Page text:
NB: We have been remiss in posting couple of our Assistant Chaplain’s corner articles owing to a very busy summer schedule, so our apologies for the late post:
“You shall not covet your neighbor’s goods” is surely the most overlooked commandment by practicing Catholics today. In our gospel last Sunday in the Ordinary Form, Jesus made sure we couldn’t miss His liberating teaching about our proper relationship to riches. “Take heed, and beware of covetousness,” Our Lord says in response to the brothers who are fighting over the inheritance, “for a man’s life consists not in the abundance of the things which he possesses.” Our Savior’s teaching on covetousness is strikingly practical. He wants us to know that life cannot be about riches, either now or after death. St. Cyril of Alexandria reminds us that “…covetousness is unprofitable…” because “as the Lord says, You shall build houses of hewn stone, and shall not dwell in them.”
This inability of riches to bring us true and lasting happiness is illustrated in the parable Our Lord tells in the second part of our gospel. Here we have the rich man who, after an abundant harvest, tears down his barns to build new ones, so that he can store all his grain for himself, to sustain him in what he imagines will be long-lasting comfort and security. Jesus gives us the delusional interior dialogue that the man had with himself: “And I will say to my soul, Soul, you have much goods laid up for many years; take your ease, eat, drink, and be merry.” Theophylact of Ohrid comments that Jesus gives us this interior dialogue “to rebuke the motives of the covetous, who seem to heap up riches as if they were going to live for a long time. But will wealth ever make you long lived?” Sure enough, just as the covetous man is putting the finishing touches on his new barns, he hears those dread words from God Almighty: “You fool, this night your soul shall be required of you: then whose shall those things be, which you have provided?” This is a sobering wake-up call for all us.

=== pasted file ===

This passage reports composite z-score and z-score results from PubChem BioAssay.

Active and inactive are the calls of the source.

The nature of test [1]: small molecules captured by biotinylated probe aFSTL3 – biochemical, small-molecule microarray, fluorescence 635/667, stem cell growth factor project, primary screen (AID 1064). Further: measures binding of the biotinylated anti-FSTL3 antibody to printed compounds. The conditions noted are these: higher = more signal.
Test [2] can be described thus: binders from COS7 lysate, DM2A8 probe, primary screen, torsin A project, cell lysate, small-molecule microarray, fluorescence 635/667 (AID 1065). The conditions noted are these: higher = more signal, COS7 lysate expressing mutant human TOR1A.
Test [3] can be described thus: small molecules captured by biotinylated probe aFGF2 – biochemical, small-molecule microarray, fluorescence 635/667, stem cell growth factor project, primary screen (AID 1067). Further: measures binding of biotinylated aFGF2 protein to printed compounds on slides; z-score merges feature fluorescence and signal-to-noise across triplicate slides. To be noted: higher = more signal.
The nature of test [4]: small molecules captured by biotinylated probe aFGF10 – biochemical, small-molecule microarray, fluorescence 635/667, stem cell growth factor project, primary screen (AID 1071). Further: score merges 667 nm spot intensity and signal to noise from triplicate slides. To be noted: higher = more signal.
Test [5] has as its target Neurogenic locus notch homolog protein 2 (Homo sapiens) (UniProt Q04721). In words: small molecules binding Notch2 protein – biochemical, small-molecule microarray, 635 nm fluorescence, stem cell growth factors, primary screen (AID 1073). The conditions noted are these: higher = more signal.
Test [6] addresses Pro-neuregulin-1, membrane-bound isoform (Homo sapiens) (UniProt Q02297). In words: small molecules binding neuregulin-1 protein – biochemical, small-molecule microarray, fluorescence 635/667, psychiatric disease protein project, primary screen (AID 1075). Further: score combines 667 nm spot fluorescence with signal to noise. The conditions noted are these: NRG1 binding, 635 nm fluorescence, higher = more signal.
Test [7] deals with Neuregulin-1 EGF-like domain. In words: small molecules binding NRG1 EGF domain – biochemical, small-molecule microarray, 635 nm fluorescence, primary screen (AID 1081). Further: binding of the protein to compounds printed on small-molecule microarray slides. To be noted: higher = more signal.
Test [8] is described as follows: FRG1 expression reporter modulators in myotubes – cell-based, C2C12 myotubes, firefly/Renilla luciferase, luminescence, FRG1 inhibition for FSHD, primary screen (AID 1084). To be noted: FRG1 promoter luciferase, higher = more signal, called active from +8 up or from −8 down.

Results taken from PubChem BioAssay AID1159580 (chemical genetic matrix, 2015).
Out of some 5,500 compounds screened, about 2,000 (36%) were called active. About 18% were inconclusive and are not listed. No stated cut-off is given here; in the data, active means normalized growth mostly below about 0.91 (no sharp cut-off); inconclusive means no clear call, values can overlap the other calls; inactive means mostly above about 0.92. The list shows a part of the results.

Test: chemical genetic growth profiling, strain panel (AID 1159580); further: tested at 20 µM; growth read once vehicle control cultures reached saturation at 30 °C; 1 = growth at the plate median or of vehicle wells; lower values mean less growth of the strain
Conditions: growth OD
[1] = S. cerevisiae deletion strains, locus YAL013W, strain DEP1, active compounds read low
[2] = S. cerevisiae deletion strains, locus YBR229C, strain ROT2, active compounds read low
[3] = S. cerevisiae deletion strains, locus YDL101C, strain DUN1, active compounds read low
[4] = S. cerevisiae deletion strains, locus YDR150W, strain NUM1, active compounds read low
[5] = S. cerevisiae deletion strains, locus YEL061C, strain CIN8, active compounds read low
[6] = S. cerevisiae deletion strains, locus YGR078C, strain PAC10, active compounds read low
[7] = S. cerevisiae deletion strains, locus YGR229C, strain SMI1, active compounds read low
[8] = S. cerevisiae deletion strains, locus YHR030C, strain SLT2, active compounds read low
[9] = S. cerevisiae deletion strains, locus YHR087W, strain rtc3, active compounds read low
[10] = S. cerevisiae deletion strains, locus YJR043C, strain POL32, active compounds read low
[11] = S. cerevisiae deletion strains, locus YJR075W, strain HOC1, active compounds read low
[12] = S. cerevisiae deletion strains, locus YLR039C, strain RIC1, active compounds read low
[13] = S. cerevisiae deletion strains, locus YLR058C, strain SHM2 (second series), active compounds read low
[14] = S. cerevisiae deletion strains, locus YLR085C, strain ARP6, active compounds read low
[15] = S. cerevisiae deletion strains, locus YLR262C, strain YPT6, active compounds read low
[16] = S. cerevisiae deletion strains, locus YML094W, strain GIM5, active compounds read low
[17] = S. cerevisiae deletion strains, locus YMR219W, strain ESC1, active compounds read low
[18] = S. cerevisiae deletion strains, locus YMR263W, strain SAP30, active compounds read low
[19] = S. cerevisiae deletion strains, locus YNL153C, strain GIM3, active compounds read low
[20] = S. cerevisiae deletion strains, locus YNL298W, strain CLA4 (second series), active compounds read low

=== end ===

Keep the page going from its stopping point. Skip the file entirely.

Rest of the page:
How, then, are we to find happiness in our use of our riches? Jesus teaches us about being what He calls “rich toward God.” This spiritual richness is achieved by our embrace of the Beatitude of poverty of spirit. To be “poor in spirit” means that we acknowledge the reality that everything we have ultimately comes from God. St. Basil the Great explains: “Observe also in another respect the folly of his words, when he says, I will gather all my fruits, as if he thought that he had not obtained them from God, but that they were the fruits of his own labors.” Indeed, everything we possess has been given to us by God in order to care for our needs and the needs of our neighbors.
Thus, we become rich toward God and poor in spirit when we distribute our excess goods to the poor. “Why do you abound while another begs? unless that you should gain the rewards of a good stewardship, and be honored with the meed of patience,” St. Basil the Great writes. “Are not you then a robber, for counting as your own what you have received to distribute?” Those are startling words from St. Basil: if we keep our excess wealth for ourselves, we are stealing from the poor. As Pope Leo XIII taught, “Once the demands of necessity and propriety have been met, the rest that one owns belongs to the poor.”
In His Wisdom, God has made rich and poor so that the rich may grow holy by giving to the poor and so that the poor may grow holy by humbly receiving from the rich. This is the path to life in Christ with regard to riches. It sets us free from covetousness and makes us rich in the things of God, which are the only things we can take with us into eternal life. “For in vain he amasses wealth who knows not how to use it,” preaches St. Ambrose. “Neither are these things ours which we cannot take away with us. Virtue alone is the companion of the dead, mercy alone follows us, which gains for the dead an everlasting habitation.”
Father Joseph Previtali